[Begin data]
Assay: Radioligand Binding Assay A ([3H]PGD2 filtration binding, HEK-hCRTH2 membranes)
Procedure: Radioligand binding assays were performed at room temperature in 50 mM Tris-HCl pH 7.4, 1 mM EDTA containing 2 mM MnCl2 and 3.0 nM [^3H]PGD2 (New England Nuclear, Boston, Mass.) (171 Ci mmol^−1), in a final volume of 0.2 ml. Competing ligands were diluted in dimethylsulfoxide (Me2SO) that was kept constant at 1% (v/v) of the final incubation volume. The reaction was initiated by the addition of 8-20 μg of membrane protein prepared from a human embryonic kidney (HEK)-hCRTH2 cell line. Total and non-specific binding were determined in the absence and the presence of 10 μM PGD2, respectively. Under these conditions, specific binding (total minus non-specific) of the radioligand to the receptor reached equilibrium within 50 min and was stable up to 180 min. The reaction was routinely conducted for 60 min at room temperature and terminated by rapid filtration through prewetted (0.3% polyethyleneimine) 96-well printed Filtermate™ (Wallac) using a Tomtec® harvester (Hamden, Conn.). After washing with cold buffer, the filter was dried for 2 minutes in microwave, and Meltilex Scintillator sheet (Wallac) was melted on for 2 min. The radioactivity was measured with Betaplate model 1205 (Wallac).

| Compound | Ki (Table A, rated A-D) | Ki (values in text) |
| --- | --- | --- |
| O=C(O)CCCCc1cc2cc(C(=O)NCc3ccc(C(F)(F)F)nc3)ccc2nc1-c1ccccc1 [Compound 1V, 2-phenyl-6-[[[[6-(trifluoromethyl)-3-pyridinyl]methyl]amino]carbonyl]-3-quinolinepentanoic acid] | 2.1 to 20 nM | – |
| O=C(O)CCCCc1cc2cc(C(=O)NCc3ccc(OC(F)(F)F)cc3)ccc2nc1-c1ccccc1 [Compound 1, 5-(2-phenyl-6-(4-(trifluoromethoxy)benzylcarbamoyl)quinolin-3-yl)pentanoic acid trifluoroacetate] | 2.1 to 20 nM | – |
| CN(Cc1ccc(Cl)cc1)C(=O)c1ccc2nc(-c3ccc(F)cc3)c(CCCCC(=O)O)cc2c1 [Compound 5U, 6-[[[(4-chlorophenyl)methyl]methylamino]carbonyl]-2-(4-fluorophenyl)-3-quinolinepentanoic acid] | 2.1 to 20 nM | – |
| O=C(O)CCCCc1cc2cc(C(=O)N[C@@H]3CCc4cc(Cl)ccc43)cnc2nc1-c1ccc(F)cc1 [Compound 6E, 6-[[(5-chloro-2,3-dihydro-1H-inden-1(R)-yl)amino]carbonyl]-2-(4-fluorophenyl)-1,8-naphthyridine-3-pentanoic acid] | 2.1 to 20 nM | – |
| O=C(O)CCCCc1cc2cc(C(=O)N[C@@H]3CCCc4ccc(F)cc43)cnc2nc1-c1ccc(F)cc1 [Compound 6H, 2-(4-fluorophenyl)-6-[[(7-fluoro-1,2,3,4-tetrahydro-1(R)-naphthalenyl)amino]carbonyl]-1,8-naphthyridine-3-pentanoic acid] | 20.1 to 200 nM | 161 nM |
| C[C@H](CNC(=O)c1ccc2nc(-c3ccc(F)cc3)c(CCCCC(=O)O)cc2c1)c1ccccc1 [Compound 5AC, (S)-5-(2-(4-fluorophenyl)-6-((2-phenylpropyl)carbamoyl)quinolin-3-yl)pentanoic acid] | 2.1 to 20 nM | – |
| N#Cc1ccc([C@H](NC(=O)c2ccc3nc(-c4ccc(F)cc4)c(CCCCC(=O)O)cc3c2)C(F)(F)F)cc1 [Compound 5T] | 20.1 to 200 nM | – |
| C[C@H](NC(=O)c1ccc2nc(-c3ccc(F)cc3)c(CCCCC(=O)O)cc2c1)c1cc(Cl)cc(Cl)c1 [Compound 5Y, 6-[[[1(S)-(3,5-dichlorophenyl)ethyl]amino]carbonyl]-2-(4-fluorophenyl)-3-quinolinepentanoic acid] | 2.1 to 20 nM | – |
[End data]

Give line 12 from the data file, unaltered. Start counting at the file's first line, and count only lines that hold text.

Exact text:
| C[C@H](NC(=O)c1ccc2nc(-c3ccc(F)cc3)c(CCCCC(=O)O)cc2c1)c1cc(Cl)cc(Cl)c1 [Compound 5Y, 6-[[[1(S)-(3,5-dichlorophenyl)ethyl]amino]carbonyl]-2-(4-fluorophenyl)-3-quinolinepentanoic acid] | 2.1 to 20 nM | – |